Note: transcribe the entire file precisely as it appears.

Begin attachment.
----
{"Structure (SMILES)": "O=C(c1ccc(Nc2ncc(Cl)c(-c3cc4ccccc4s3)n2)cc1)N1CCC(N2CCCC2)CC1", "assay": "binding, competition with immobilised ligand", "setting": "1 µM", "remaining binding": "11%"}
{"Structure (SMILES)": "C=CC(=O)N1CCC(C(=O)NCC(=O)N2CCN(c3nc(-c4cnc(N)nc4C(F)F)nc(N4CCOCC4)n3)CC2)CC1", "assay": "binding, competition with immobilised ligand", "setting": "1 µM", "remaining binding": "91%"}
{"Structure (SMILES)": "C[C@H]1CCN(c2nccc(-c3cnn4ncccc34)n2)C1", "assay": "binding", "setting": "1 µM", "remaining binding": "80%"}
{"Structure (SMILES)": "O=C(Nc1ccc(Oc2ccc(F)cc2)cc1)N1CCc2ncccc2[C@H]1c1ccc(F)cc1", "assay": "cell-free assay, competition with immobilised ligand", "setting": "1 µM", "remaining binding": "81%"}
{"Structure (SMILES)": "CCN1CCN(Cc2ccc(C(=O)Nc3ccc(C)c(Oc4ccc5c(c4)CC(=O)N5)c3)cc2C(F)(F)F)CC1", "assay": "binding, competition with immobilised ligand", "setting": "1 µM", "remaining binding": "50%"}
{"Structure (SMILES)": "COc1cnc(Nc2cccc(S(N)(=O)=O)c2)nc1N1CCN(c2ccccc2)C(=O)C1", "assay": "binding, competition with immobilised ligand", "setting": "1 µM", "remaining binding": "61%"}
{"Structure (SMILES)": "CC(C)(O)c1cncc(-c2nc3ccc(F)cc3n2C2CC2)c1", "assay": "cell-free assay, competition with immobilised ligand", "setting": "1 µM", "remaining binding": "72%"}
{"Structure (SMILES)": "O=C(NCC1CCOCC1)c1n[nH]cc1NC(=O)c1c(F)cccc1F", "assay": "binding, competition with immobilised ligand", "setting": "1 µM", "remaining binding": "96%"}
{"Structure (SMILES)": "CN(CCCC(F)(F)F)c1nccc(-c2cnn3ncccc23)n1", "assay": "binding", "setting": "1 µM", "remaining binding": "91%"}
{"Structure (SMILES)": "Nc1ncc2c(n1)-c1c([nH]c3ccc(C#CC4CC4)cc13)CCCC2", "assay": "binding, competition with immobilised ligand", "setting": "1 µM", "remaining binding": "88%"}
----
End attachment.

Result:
{"Structure (SMILES)": "O=C(c1ccc(Nc2ncc(Cl)c(-c3cc4ccccc4s3)n2)cc1)N1CCC(N2CCCC2)CC1", "assay": "binding, competition with immobilised ligand", "setting": "1 µM", "remaining binding": "11%"}
{"Structure (SMILES)": "C=CC(=O)N1CCC(C(=O)NCC(=O)N2CCN(c3nc(-c4cnc(N)nc4C(F)F)nc(N4CCOCC4)n3)CC2)CC1", "assay": "binding, competition with immobilised ligand", "setting": "1 µM", "remaining binding": "91%"}
{"Structure (SMILES)": "C[C@H]1CCN(c2nccc(-c3cnn4ncccc34)n2)C1", "assay": "binding", "setting": "1 µM", "remaining binding": "80%"}
{"Structure (SMILES)": "O=C(Nc1ccc(Oc2ccc(F)cc2)cc1)N1CCc2ncccc2[C@H]1c1ccc(F)cc1", "assay": "cell-free assay, competition with immobilised ligand", "setting": "1 µM", "remaining binding": "81%"}
{"Structure (SMILES)": "CCN1CCN(Cc2ccc(C(=O)Nc3ccc(C)c(Oc4ccc5c(c4)CC(=O)N5)c3)cc2C(F)(F)F)CC1", "assay": "binding, competition with immobilised ligand", "setting": "1 µM", "remaining binding": "50%"}
{"Structure (SMILES)": "COc1cnc(Nc2cccc(S(N)(=O)=O)c2)nc1N1CCN(c2ccccc2)C(=O)C1", "assay": "binding, competition with immobilised ligand", "setting": "1 µM", "remaining binding": "61%"}
{"Structure (SMILES)": "CC(C)(O)c1cncc(-c2nc3ccc(F)cc3n2C2CC2)c1", "assay": "cell-free assay, competition with immobilised ligand", "setting": "1 µM", "remaining binding": "72%"}
{"Structure (SMILES)": "O=C(NCC1CCOCC1)c1n[nH]cc1NC(=O)c1c(F)cccc1F", "assay": "binding, competition with immobilised ligand", "setting": "1 µM", "remaining binding": "96%"}
{"Structure (SMILES)": "CN(CCCC(F)(F)F)c1nccc(-c2cnn3ncccc23)n1", "assay": "binding", "setting": "1 µM", "remaining binding": "91%"}
{"Structure (SMILES)": "Nc1ncc2c(n1)-c1c([nH]c3ccc(C#CC4CC4)cc13)CCCC2", "assay": "binding, competition with immobilised ligand", "setting": "1 µM", "remaining binding": "88%"}